Payments for care at home for a recipient who is not rated for housebound, or aid and attendance are only allowed for annualization if made to a licensed health professional. The term "licensed health professional" refers to an individual licensed to furnish health services by the state in which the services are provided. The term includes registered nurses, licensed vocational nurses and licensed practical nurses. Some states also license non-medical home care providers to provide services as well. Since this is a fairly new practice, we don't know if these people would qualify under the definition above but we suspect they will.

All reasonable fees paid to the licensed health professional for personal care of the disabled person and maintenance of the disabled person's immediate environment may be allowed. This includes such services as cooking for the disabled person and housecleaning for the disabled person. It is not necessary to distinguish between "medical" and "nonmedical" services. However, services which are beyond the scope of personal care of the disabled person and maintenance of the disabled person's immediate environment may not be allowed.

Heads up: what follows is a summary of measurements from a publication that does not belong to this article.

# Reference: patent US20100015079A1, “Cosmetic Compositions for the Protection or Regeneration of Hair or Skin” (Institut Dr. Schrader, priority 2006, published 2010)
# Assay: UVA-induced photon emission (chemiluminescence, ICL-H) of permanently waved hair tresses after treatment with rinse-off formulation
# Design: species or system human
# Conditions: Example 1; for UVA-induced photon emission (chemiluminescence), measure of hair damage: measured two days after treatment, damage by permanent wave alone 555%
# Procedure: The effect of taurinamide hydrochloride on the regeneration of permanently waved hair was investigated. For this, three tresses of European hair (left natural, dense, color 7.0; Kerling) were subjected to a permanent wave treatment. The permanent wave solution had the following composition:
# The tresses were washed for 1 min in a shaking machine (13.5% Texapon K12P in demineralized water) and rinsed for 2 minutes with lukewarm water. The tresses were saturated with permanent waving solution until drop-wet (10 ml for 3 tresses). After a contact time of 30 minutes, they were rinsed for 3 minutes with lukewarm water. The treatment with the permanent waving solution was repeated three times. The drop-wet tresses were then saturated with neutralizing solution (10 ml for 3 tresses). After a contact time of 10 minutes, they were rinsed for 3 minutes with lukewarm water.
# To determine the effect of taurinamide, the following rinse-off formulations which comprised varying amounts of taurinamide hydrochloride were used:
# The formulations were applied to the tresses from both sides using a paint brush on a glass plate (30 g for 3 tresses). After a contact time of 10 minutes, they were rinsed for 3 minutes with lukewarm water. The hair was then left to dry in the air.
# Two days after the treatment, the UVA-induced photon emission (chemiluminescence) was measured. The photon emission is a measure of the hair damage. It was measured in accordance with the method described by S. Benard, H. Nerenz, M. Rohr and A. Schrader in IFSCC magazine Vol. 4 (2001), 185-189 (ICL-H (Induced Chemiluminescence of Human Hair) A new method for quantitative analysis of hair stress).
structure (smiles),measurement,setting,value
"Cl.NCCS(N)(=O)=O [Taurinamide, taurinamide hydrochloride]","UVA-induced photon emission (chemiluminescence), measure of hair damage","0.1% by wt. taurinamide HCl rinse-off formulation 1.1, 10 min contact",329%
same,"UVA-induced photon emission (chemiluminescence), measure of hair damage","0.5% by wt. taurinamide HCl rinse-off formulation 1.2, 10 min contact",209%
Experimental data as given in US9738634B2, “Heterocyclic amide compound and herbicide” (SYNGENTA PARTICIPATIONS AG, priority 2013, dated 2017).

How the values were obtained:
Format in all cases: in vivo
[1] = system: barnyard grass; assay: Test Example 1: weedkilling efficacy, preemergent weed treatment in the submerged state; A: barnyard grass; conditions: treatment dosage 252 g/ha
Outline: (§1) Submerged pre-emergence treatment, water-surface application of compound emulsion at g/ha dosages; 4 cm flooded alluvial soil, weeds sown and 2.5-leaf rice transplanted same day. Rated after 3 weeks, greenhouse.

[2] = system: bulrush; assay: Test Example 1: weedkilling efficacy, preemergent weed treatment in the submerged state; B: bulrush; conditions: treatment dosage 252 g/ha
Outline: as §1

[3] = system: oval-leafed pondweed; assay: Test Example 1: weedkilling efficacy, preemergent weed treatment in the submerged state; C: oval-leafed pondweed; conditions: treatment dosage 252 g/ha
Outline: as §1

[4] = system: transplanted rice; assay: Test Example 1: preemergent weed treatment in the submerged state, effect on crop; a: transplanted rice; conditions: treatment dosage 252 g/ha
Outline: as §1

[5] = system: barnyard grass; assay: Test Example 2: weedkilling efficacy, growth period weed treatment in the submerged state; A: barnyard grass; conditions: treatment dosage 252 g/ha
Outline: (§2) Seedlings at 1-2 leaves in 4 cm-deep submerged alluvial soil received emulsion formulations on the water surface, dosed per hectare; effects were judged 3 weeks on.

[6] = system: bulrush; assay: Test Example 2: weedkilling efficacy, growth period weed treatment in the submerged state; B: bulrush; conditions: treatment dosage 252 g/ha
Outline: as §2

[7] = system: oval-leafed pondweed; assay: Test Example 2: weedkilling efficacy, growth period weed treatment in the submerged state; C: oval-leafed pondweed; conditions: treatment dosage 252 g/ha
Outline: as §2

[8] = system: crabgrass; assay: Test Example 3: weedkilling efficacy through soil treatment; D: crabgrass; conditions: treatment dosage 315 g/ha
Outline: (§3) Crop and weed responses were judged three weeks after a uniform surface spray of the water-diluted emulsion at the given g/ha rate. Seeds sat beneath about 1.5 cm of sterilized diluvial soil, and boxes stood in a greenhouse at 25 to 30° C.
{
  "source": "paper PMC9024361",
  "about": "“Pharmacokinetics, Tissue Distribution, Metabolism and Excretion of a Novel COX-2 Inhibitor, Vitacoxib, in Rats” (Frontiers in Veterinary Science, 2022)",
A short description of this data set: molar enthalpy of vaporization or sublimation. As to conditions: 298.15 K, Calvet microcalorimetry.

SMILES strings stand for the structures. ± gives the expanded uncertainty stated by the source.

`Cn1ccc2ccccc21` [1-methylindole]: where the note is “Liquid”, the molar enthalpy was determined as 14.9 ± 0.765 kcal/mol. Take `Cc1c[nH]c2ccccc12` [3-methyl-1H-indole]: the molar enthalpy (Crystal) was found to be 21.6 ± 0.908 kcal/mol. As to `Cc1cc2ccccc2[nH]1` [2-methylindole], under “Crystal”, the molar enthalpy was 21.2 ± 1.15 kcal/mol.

Services beyond the scope might be services such as driving the veteran's spouse to appointments, paying bills, answering the phone, providing shopping errands for the household, and so on. If an hourly rate is being paid to the home care provider, a portion of this rate may be disallowed for services beyond the scope of personal care.

Care Recipient Is Rated for "Aid and Attendance" or "Housebound"

If the disabled care recipient has been rated "housebound" or in need of "aid and attendance" by VA, all fees paid to an in-home attendant will be allowed as long as the attendant provides some medical or nursing services for the disabled person. The attendant does not have to be a licensed health professional.

All reasonable fees paid to the individual for personal care of the disabled person and maintenance of the disabled person's immediate environment may be allowed. This includes such services as cooking for the disabled person and housecleaning for the disabled person. It is not necessary to distinguish between "medical" and "nonmedical" services. However, as with an unrated beneficiary, services which are beyond the scope of personal care of the disabled person and maintenance of the disabled person's immediate environment may not be allowed.